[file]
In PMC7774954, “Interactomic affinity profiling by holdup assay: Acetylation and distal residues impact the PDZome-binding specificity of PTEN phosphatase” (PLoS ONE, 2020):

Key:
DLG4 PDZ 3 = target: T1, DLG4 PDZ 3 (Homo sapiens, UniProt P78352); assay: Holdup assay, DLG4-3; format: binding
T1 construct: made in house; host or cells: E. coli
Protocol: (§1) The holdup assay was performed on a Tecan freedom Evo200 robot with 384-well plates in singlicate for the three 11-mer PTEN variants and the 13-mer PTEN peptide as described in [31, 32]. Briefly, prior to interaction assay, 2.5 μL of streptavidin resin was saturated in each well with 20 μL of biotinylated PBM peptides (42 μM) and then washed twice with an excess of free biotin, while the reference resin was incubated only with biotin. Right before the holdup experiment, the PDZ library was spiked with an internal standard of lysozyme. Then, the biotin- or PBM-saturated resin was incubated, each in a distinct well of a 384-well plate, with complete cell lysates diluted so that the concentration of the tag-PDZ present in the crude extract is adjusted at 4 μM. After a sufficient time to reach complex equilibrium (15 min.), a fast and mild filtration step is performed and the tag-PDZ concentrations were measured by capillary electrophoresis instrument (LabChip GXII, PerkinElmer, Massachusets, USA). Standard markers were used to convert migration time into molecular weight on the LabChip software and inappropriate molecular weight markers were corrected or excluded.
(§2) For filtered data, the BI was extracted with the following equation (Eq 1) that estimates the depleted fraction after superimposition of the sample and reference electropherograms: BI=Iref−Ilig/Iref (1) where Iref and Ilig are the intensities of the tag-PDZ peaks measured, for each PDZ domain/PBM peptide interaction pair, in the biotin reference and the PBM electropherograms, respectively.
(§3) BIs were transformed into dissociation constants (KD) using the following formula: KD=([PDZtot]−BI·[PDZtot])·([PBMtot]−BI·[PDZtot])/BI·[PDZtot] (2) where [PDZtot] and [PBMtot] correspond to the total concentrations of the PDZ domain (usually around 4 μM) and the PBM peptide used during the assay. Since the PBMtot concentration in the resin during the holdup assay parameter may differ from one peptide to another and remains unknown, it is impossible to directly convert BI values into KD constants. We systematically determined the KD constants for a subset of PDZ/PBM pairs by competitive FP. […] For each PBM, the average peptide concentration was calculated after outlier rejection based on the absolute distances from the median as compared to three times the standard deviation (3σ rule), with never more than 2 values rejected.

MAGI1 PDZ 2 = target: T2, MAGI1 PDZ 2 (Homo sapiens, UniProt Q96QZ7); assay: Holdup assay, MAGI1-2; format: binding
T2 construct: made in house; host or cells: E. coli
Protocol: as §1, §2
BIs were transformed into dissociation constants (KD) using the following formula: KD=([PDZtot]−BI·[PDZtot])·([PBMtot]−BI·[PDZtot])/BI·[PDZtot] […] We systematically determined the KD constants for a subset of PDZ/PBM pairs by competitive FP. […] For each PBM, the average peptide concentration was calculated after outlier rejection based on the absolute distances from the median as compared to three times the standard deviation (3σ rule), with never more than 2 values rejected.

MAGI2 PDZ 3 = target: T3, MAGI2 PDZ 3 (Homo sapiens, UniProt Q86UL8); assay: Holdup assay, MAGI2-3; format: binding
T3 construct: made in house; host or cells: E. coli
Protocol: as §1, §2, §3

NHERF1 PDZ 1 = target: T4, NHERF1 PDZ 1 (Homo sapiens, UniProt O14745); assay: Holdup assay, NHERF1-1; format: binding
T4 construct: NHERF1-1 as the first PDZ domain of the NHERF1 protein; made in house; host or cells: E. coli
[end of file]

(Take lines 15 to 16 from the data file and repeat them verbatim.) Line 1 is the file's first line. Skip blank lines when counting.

NHERF1 PDZ 1 = target: T4, NHERF1 PDZ 1 (Homo sapiens, UniProt O14745); assay: Holdup assay, NHERF1-1; format: binding
T4 construct: NHERF1-1 as the first PDZ domain of the NHERF1 protein; made in house; host or cells: E. coli